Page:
By Professor Robert Coelen, Stenden University, the Netherlands
Stenden University sees great value in the branch campus model.
Stenden University, based in the Netherlands, has four branch campuses: in Qatar (2000), South Africa (2001), Thailand (2007), and Indonesia (2010). These are all small campuses, with a total of 750 degree- seeking students. What was previously mobility from the Netherlands to the branch campuses is increasingly an exchange of students from one campus to another, as about 600 of the students are mobile between campuses. Classes are taught mostly by expatriate staff, with faculty at the different branches collaborating to create a more global curriculum. One of the branches is wholly owned by Stenden; the other three involve partners. Stenden is regularly approached by potential partners about opening a new branch.
Important lessons learned from Stenden include:
- In establishing a branch campus, an institution needs to have a senior executive on site. This individual must understand the home institution and the educational model and philosophy, and be clear about the objectives.
- Objectives between the home institution and partners must match. This must be the case at all levels, and must include academic objectives and financial objectives. A mismatch in objectives will doom a partnership.“International branch campuses offer the opportunity to internationalise your programme, your curriculum, in ways that you cannot do with just a home campus. They provide an extra dimension in a different context, which is worth a lot.” — Robert Coelen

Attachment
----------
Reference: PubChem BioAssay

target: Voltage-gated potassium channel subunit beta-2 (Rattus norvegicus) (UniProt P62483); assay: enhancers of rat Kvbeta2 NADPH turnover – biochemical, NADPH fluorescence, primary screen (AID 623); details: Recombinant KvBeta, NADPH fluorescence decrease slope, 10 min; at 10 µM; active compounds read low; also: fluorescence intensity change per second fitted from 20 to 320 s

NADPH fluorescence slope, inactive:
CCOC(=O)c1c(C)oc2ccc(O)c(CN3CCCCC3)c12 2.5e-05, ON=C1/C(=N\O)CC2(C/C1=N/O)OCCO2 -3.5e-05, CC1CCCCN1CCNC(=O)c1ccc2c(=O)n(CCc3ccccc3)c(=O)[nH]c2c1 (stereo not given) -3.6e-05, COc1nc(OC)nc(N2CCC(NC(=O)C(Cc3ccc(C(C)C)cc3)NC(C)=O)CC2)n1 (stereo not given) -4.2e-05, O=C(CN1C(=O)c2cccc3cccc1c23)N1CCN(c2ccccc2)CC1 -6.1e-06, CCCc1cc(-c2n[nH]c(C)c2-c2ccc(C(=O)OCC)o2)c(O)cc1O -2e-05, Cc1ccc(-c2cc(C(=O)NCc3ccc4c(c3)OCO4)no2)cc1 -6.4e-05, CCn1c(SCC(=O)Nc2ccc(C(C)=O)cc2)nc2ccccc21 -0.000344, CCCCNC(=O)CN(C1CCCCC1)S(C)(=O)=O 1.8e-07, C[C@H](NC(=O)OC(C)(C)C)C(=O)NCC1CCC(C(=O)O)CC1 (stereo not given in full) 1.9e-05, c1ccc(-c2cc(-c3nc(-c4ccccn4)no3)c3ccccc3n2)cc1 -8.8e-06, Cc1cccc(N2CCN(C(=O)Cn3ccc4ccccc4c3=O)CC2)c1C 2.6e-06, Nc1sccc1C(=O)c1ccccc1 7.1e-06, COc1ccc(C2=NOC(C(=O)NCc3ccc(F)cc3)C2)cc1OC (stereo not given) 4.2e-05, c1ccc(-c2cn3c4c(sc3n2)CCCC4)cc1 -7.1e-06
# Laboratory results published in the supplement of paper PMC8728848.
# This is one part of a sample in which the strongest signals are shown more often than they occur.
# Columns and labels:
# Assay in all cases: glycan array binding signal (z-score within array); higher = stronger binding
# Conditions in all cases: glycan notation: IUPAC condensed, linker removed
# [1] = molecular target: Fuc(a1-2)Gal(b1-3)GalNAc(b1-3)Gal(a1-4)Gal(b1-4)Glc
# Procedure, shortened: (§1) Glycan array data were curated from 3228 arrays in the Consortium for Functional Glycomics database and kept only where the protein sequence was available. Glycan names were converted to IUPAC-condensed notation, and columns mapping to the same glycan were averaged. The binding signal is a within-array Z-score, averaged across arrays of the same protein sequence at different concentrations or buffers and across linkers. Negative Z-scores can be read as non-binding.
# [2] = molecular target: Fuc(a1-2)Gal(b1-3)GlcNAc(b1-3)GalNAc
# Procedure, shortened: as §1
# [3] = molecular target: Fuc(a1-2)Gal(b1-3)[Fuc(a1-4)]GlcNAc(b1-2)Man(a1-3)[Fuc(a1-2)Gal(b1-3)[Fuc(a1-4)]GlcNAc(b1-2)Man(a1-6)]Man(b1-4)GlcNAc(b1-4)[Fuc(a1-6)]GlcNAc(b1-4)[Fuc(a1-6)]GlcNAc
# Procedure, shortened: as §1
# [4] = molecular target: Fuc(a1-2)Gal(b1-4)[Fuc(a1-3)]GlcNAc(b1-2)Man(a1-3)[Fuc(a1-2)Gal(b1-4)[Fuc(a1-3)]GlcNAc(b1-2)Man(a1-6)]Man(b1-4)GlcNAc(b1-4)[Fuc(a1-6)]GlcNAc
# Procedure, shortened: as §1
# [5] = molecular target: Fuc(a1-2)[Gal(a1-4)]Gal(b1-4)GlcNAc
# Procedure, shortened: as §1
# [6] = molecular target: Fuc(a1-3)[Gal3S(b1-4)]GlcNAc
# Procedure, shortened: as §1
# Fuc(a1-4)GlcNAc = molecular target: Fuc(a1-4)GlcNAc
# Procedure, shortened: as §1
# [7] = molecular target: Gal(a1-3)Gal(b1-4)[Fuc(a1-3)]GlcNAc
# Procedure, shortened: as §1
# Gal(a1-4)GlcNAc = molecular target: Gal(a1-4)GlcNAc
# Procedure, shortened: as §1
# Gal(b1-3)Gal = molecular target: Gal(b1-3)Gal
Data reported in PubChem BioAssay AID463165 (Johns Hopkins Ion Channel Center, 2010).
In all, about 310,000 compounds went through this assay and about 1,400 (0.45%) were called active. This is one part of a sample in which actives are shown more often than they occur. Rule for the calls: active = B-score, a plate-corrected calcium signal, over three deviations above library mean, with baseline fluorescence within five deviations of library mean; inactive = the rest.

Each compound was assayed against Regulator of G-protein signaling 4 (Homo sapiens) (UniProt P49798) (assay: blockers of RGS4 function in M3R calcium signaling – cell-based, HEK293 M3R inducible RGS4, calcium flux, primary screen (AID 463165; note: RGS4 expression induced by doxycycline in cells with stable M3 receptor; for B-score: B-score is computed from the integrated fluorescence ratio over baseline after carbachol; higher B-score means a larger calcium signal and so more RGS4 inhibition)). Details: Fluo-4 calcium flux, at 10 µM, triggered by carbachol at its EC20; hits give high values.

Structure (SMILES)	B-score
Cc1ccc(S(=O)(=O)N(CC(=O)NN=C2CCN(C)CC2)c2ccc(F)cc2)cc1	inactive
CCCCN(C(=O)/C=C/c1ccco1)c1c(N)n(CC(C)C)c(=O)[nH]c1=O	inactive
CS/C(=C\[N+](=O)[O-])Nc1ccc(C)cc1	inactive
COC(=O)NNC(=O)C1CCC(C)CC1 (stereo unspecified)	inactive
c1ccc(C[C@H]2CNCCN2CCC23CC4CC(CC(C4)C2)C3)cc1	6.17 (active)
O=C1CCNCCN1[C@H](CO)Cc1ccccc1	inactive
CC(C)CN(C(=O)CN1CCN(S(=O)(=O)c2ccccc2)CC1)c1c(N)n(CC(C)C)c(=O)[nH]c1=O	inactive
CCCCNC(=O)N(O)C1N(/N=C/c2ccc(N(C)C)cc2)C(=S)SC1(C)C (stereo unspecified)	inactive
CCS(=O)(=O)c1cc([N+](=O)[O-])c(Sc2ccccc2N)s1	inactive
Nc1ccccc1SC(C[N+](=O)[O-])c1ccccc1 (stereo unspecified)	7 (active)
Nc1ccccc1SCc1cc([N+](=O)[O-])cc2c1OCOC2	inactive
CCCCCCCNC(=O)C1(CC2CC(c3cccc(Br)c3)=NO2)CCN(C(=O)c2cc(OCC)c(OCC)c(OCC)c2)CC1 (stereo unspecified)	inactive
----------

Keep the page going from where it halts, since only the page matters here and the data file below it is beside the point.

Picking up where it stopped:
Other Important Points
- Plan ahead. Institutions need to be looking today at where the demand for education will come from in 2030, which is almost certainly in the Asia-Pacific region. This should be a primary focus of TNE.
- Securing research contracts. While it is difficult to find TNE operations that are commercially successful, TNE and branch campuses can enhance an institution’s reputation and can help lead to significant research awards.
- Internal politics. To make TNE arrangements work, there must be strong support at the very top of an institution and TNE must be embedded in the infrastructure of the organisation.
Link to the S6.02 Transnational education strategies
Dr Robert John Coelen is Vice-President International at Stenden University of Applied Sciences in the Netherlands. Prior to this appointment he was Vice-President International at Leiden University.